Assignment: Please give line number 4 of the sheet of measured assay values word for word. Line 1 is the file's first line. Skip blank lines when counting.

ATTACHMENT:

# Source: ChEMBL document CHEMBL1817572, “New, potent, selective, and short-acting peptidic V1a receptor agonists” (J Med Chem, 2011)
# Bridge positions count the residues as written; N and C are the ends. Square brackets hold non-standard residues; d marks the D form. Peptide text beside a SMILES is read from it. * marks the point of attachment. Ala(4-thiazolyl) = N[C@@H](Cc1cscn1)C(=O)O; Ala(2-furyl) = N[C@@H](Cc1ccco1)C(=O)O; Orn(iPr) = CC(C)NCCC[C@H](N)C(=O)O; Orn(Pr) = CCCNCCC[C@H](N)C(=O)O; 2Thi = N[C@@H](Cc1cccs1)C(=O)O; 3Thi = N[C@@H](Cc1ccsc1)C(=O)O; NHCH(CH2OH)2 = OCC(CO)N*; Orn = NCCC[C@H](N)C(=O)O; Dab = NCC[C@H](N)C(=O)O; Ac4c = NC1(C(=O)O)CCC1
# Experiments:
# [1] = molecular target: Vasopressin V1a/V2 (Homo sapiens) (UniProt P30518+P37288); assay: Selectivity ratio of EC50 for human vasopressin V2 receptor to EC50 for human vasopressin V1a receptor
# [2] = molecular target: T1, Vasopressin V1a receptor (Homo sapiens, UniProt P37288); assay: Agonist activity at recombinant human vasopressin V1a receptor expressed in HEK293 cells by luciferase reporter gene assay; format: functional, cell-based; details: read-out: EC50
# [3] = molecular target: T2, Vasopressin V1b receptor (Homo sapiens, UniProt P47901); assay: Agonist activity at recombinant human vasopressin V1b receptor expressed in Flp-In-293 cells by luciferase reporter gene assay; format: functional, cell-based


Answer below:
# [1] = molecular target: Vasopressin V1a/V2 (Homo sapiens) (UniProt P30518+P37288); assay: Selectivity ratio of EC50 for human vasopressin V2 receptor to EC50 for human vasopressin V1a receptor